The states with most poor residents tend to vote red, and those with the richest vote blue.
States that voted for Democrat Barack Obama in the 2012 presidential election have, on average, a higher percentage of households that make $150,000 per year, and a lower percentage of households that make $25,000 or less per year, than the red states that supported Republican Mitt Romney, according to U.S. Census data collected by research engine FindTheBest.
Note, the U.S. Census defines household as people who occupy a single housing unit.
The data shows that the percentage of households in blue states that make over $150,000 per year—11%—is slightly above the national average of 9.4%.
Blue states also account for all but one of the top 17 states by percentage of households in the highest income bracket, with Alaska (12.8%) being the only red state to make the list. Red states, on the other hand, fall slightly below the national average, at 6.9%, and account for all but one (Maine, 5.6%) of the bottom 12 states by percentage of households making at least $150,000 per year.
So which states have the most (and least) households making $150,000?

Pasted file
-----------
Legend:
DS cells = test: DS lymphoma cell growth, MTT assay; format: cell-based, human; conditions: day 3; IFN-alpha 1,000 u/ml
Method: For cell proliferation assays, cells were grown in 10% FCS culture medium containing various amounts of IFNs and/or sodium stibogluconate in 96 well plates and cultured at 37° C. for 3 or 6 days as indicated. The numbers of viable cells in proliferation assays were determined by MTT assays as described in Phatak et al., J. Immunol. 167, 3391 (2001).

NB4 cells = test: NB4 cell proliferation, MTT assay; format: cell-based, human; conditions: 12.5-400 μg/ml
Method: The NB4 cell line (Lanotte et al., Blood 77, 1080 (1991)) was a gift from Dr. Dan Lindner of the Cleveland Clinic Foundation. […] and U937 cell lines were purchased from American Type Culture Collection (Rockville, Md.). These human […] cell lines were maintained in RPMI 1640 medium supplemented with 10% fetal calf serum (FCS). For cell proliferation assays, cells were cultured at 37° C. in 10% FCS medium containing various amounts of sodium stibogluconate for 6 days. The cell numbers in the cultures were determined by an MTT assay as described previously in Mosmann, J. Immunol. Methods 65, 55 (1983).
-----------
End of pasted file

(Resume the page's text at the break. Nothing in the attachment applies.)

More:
The highest earner is D.C.—a blue district, not a state—where 20 percent of households make over $150,000 per year. One secret to D.C.’s high income might be its high concentration of well-educated individuals, where 53% of the population holds a bachelor’s degree, well above the national average of 28%.
Ranking in spot two is New Jersey, where 18% of households make over $150,000 per year. Once you factor in the cost of living however, those high incomes don’t sound quite as lofty. 68% of homeowners—compared to the national average of 32%—spend more than $2,000 in homeowner costs per month.
At the bottom of the list is West Virginia, where only 3.9% of households are in the highest bracket. It’s also dead last for well-being out of all 50 states, according to the 2013 Gallup-Healthways Well Being Index.
Scroll over any state in the map below to find the percentage of households in the $150,000 or higher income bracket.
States that voted blue ranked better than red states for percentage of households making $25,000 or less per year (21.6% vs. 25.9%); putting blue states 1.7 percentage points below the national average of 23.3%, and red states 2.6 percentage points above it.
Additionally, whereas the highest earning states were almost completely blue, the lowest earning states are almost completely red—New Mexico (with 28.3% making $25,000 or less) being the only blue state among the 14 lowest earners.
As for the poorest states?
West Virginia comes close to ranking the most poorly again, with 32% of households making less than $25,000, but Mississippi (also ranking poorly on the Gallup-Healthways Well Being Index, in 48th place) outpaces it, at 34%.
To see the percentage for every state, scroll over the map below.